Bad interviews happen to good people. It’s not a reflection of your professional or personal worth. But it can feel like one, especially if you’ve been on the job market for a while.

The upside to job interview rejection is that it allows you to learn and grow. With each interview, you can practice your pitch, improve your body language, and learn more about what employers want.

If you’re feeling down after a job interview rejection, remember that it’s not personal. Use it as an opportunity to reflect on what you could improve for next time.

And stay focused on your goal: landing the job you really want.

No one likes getting rejected, but it’s a part of life. And if you’re in the job market, you’re almost guaranteed to experience your fair share of job interview rejections.

But even though you’ve been rejected, your job search process continues. In fact, some of the most successful people have faced more rejection than anyone else. It’s all about how you handle it.

Here are some tips on how to turn a job interview rejection into an opportunity:

1. Analyze key learnings.

When you get rejected, you must take a step back, analyze what went wrong, and learn from it. What did you do well? What could you have done better? What did the interviewer say that made you feel like you didn’t measure up? Whatever the answers are, use them as fuel for your following interview.

2. Experience as a catalyst.

Use your rejection experience as a catalyst for change. When you get rejected, it’s time to figure out what you need to do differently next time. Make a plan and put it into action. This is how people change their lives and careers — learning from their experiences and not repeatedly making the same mistakes.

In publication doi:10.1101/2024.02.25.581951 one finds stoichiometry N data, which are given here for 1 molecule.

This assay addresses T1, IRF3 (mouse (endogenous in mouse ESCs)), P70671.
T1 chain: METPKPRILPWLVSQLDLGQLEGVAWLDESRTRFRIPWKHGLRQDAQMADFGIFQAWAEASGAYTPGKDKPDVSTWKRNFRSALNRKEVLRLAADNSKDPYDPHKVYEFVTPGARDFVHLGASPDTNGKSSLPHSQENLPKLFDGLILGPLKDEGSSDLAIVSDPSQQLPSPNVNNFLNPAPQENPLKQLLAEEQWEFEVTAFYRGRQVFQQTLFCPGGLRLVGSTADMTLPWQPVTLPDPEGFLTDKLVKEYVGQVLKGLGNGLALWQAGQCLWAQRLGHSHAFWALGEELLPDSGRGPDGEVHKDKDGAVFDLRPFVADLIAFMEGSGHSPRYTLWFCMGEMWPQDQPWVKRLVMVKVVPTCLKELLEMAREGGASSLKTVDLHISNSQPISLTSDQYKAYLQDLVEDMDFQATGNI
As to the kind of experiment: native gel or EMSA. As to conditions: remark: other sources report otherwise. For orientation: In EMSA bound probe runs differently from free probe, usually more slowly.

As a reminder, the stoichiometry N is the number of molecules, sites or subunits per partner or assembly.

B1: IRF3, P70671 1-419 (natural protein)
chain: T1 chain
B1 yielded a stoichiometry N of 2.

3. Power of visualization.

As you probably already know, visualization is one of the most powerful tools for success. When you visualize yourself landing the job you want, you’re programming your mind and body to achieve that goal. While you’re at it, imagine yourself going through the interview process and nailing it. This positive visualization will help increase your confidence and prepare you for future interviews.

4. Practice your responses.

While practicing your answers to common interview questions may feel like karaoke or reciting lines from a script, it will help reduce your anxiety when it comes to your actual interview. Plan out your answers to questions such as: Why are you interested in this position? What are your most significant accomplishments? What are your weaknesses? Et cetera.

5. Set up networking channels.

One of the best ways to land a job is through networking. Arrange meetings with people who can help you land your next appointment before you’ve even discovered it. Get connected with people in your industry who can help you land your dream job further down the road.

6. Be patient.

Don’t be discouraged if nothing happens immediately after interview. You never know who may start talking about you or what opportunity might arrive six months from now.